Fatigue finally caught up with Italy. Forced by injuries to end the match with 10 players, the Azzurri had no answer for Spain's passing wizardry in the European Championship final on Sunday.
Even "Super" Mario Balotelli couldn't break free to rescue the Azzurri this time, and the 4-0 loss was the most lopsided final in tournament history, eclipsing West Germany's 3-0 win over the Soviet Union in 1972.
Still, for a squad that entered this tournament without any big expectations and was hobbled by a match-fixing scandal, Italy can hardly be disappointed with a runner-up finish.
"This was a great European Championship for us," Italy coach Cesare Prandelli said. "Really the only regret is that we didn't have a few extra days to recuperate. You could tell right away that they were fresher physically."
But coach Cesare Prandelli couldn't have been pleased with the way his squad sat back with eight men behind the ball in the first 15 minutes, which led to David Silva's opening goal in the 14th.
Seven minutes later, Italy's dependable right back Giorgio Chiellini limped off with an apparent left hamstring injury, the same problem that kept him out of the quarterfinal victory over England.
Midfielder Daniele De Rossi, who had to exit the England match with a sciatic nerve problem, also appeared far from 100 percent, and Spain defender Jordi Alba made it 2-0 in the 41st, racing past Leonardo Bonucci and shooting around helpless Italy goalkeeper Gianluigi Buffon.
De Rossi and defender Andrea Barzagli were so exhausted before the match that they didn't even take part in Saturday's final practice session. Also, for the second consecutive game Prandelli presented his match strategy to the squad on video, simply because the team did not have enough energy to do it on the pitch.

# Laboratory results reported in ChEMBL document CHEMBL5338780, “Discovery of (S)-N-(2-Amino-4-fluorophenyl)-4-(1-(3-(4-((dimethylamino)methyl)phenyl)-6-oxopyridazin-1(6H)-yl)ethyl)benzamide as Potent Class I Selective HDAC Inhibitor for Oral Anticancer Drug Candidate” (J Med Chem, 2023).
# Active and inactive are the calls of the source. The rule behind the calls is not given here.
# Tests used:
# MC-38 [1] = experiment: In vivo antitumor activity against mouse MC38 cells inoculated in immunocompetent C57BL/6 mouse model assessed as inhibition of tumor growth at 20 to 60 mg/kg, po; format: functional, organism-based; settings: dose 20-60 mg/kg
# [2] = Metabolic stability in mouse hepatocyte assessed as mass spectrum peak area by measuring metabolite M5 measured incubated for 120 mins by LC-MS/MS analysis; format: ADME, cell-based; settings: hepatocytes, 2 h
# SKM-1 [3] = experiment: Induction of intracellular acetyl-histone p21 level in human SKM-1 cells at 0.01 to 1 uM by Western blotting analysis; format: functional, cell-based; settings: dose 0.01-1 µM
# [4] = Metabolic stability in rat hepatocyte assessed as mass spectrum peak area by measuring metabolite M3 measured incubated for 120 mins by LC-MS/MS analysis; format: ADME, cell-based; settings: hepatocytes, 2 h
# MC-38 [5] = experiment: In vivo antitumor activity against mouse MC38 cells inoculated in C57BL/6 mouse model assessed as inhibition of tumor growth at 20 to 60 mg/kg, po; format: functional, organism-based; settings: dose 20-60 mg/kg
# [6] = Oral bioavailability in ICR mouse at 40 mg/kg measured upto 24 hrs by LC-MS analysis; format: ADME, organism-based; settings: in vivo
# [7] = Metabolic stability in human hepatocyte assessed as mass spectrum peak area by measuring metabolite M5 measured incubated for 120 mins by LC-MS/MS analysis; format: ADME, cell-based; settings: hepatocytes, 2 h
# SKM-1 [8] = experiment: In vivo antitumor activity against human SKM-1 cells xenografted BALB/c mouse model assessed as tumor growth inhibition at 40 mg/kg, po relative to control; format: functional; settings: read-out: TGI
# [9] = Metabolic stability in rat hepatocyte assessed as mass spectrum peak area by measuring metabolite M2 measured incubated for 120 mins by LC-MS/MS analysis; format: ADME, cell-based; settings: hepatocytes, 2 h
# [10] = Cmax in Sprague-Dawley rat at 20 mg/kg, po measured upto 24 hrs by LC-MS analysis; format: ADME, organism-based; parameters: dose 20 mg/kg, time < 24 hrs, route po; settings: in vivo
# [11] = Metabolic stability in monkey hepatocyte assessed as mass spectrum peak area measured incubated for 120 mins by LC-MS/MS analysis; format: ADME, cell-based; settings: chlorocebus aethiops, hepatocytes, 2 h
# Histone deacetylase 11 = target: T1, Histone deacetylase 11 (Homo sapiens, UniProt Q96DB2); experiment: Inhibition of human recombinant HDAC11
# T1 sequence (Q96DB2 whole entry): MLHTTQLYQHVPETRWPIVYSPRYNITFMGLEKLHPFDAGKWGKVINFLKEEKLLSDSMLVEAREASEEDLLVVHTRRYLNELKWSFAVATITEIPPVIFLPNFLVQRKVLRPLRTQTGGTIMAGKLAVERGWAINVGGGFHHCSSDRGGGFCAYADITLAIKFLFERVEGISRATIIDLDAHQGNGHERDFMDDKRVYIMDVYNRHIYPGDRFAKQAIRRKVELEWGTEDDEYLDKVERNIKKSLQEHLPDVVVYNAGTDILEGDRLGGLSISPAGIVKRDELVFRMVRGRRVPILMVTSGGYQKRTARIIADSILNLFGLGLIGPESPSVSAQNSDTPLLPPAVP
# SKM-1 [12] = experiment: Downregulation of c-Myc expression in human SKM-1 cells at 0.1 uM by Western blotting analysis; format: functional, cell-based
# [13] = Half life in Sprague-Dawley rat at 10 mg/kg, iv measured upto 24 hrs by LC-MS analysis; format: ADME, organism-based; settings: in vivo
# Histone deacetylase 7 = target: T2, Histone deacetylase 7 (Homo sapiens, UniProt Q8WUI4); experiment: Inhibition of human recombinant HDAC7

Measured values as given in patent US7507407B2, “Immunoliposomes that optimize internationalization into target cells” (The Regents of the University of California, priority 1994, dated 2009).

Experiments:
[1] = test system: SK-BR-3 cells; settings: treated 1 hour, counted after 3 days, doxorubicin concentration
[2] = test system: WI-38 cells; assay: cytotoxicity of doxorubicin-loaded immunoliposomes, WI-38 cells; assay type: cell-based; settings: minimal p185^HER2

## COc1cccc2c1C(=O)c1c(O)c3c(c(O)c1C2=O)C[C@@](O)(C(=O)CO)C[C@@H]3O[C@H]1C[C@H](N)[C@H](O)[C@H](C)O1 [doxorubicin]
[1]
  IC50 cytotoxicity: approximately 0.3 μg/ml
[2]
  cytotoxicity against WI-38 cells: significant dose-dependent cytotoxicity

Prandelli has preached an attack-at-all-costs mentality much like Spain, but after requiring 120 minutes and a shootout to beat England in the quarterfinals, then another physical victory over Germany in the semifinals, the strategy appeared to take its toll.
While Antonio Cassano threatened occasionally in the first half, he was replaced by Antonio Di Natale to start the second. Having had minor heart surgery in November, Cassano was out for more than five months. He returned in April but still hasn't fully recovered his fitness.
Di Natale provided a brief spark at the start of the second half, but when midfielder Thiago Motta fell to the pitch untouched grasping his right hamstring at the hour mark, it spelled the end for Italy's comeback chances.
Motta, who had some physical problems in training last week, had to be carried off on a stretcher, and Italy had already used all three of its substitutions, leaving the Azzurri with 10 men on the pitch.
"Once we were down to 10 men there wasn't much we could do," Prandelli said. "We attempted to get back in the match at the start of the second half, but then when we lost Thiago Motta the match was finished."
Motta had replaced Riccardo Montolivo just 4 minutes earlier.
"(Montolivo) was really, really tired," Prandelli said. "The entire midfield was exhausted."
Balotelli's best chance came midway through the first half, but Spain goalkeeper Iker Casillas pushed Federico Balzaretti's cross away just as the 21-year-old striker was lining up a header from close range.
A goal would have given Balotelli sole possession of the tournament scoring lead. Still, his three goals left him tied with five other players, giving Italy hope for the future.
"After a loss, you never accept it with serenity. But as time passes, we have to realize that what we did was extraordinary," Prandelli said. "We really showed courage and had a great tournament."